Flagstaff and Winslow 11 Sept 2018

We had some downtime today with a leisurely drive west to Flagstaff via Winslow: the whole journey being an hour and twenty minutes, if we had not stopped off in Winslow.

There’s only one thing for which tourists come to Winslow – to have their photograph taken on a particular street corner, right on Route 66, where a bronze statue of a hitch-hiker stands at a street light, guitar in hand, in front of a shop window. It’s all a facade – an official Standin’ on the Corner Park, flocked by lovers of the Eagles song Take it Easy – the words of the song including the line standin’ on the corner in Winslow Arizona.



Standin’ on the Corner

If you were staying in Winslow, you could do no better than the 1920’s La Posada Hotel. It was built as one of the greatest ‘railroad hotels’ when people used trains instead of cars – the doors at the back of the hotel leading you right onto a platform, where you can catch your Amtrak train. The hotel was closed in 1959, when cars superceded trains for getting around and was reinvented in 1999, less as a hotel and more as a work of art. The size of its interior is out of proportion to its modest but beautiful frontage. We expored its interior for ages, checking out each room’s interesting and unusual decor and artifacts. Paintings by Tina Mion were especially interesting, depicting life in an unusual and frankly disturbing way. Whatever you may think of her paintings you’ll find it hard to drag yourself away.


Inside La Pasada


Tina Mion Art Display

We did manage to drag ourselves away eventually and headed for Flagstaff and took refuge from the heat of the day in a friendly sports bar…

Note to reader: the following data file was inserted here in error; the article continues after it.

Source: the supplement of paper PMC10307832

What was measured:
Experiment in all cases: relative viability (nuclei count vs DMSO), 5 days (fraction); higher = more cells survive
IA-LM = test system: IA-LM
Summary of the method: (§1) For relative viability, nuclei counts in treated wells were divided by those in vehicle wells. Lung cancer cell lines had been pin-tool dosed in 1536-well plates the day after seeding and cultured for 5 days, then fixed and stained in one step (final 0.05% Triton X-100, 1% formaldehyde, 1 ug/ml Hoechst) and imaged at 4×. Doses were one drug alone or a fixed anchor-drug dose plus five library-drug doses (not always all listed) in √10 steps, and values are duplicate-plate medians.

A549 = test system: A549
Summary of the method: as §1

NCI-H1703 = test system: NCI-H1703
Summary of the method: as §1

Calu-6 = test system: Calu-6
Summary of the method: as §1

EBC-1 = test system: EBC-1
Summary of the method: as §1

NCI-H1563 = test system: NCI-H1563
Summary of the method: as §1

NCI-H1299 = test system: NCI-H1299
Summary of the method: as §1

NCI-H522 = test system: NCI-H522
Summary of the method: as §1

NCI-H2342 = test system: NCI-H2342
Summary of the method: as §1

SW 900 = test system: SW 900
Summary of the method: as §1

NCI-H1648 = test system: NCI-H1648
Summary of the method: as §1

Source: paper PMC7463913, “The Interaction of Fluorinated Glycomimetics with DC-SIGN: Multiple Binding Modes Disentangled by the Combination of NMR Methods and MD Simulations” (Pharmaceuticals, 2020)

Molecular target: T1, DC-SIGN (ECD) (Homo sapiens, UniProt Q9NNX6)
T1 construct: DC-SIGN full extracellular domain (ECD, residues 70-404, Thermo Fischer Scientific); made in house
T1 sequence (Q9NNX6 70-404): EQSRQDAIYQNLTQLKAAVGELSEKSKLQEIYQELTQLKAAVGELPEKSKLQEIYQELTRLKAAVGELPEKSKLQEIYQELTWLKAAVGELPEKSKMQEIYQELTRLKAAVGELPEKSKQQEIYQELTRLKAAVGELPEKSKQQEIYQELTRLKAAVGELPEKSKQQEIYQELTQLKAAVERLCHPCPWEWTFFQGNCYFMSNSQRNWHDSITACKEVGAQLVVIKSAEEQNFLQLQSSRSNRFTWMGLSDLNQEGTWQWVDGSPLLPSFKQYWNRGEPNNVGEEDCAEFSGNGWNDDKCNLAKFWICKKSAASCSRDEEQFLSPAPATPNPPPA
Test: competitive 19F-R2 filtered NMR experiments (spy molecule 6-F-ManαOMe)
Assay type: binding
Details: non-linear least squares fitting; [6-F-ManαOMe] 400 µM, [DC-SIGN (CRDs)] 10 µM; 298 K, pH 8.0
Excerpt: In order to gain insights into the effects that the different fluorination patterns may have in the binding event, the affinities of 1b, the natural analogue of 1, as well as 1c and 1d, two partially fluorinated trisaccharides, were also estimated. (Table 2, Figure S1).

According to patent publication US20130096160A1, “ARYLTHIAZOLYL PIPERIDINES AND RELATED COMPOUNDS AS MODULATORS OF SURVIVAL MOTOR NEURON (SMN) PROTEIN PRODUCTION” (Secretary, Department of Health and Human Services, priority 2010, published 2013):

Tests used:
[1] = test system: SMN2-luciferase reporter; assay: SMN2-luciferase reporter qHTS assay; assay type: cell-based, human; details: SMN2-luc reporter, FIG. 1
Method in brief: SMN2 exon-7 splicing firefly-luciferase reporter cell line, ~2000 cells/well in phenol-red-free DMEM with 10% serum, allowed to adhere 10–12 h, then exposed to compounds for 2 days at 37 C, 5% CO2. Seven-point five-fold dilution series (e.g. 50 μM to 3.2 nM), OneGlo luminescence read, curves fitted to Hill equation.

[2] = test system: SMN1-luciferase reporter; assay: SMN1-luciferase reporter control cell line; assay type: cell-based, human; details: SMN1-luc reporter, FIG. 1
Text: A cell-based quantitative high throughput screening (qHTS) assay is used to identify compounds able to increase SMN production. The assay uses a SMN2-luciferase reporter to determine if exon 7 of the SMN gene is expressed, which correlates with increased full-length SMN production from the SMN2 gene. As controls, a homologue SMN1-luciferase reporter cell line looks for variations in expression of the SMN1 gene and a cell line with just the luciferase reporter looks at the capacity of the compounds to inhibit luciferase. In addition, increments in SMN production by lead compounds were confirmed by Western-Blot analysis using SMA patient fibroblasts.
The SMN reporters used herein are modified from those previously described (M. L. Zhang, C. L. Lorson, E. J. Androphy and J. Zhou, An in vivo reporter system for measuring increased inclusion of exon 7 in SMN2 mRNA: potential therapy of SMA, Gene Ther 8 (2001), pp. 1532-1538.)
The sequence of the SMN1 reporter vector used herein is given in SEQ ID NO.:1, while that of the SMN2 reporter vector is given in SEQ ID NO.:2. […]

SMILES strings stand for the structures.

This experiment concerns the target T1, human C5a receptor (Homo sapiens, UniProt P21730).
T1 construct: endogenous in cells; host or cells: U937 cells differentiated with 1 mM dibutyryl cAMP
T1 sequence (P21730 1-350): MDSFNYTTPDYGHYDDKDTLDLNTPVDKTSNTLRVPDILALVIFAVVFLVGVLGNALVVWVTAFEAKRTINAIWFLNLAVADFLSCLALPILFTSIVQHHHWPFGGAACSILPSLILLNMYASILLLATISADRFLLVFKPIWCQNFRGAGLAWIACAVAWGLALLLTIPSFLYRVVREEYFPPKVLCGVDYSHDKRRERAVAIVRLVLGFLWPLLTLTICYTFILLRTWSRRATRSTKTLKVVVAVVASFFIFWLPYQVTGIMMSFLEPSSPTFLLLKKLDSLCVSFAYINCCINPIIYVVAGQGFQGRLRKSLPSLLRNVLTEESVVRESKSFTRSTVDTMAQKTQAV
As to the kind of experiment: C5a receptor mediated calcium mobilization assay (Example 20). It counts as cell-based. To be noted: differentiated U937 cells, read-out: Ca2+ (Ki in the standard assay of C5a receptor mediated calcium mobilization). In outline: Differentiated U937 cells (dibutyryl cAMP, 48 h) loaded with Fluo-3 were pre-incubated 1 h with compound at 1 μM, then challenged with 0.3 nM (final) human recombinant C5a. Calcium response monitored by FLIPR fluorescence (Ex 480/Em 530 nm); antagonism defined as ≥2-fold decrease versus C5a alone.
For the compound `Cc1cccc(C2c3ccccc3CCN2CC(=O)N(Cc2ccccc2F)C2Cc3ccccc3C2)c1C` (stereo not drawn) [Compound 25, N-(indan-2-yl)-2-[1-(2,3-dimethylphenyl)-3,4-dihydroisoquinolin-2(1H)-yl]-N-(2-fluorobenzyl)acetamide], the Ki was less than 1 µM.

Sports Bar in Flagstaff

…and enjoyed Happy Hour (or two) with quesedillas and chicken wings surrounded by at least twenty TV screens showing baseball and American football mainly, before checking in to the Monte Vista hotel; an historic and slightly expensive establishment considering how difficult it is to park your car and the fact that breakfast is not included. But it is haunted and furniture moves around by itself and mysterious women are seen sitting in rocking chairs at windows, so we can’t complain about the price. It’s reported that many people have the distinct impression that they are being watched and wake up in the night convinced that someone has a hand over their mouth. I get that all the time but it’s always Rachel!

There’s not much to do in Flagstaff but one thing we managed to do within walking distance was visit the Lowell Observatory, high up on a hill at the edge of town. The most striking thing about getting there is that there are no sidewalks up the hillside as only cars are catered for – something very common here in the States.


Lowell Observatory Entrance

Once there, we listened to talks on the universe, Mars and the discovery of Pluto, which happened right here in Flagstaff. It’s a working observatory with scientists doing real and ongoing work in the field of Astronomy.

The Telescope used to discover Pluto

Some of the most recent images of Mars were amazing and many were indistinguishable from remote places on earth. We even saw a photograph of one of the Mars ‘rovers’, taken from orbit, its tyre tracks clearly visible as it continues its exploration of the Martian surface. One of the most striking images was of Earth taken from Mars, complete with the orbiting Moon. Later, when the sun had set, we went outside and were able to view Mars and Jupiter (and their moons) through portable telescopes and were given a talk on what we could see in the night sky including the Milky Way galaxy, of which we are a part. It was a really great experience and very humbling and it was lovely to see how young and enthusiastic the scientists at the Observatory were.

We ended the day with cocktails in the hotel’s cocktail lounge watching a karaoke in progress, until we realised, by about 10pm, that we were at least 30 years older than the oldest person in there. We slipped out and retired to bed with a good book!

Next, we visit Sedona.

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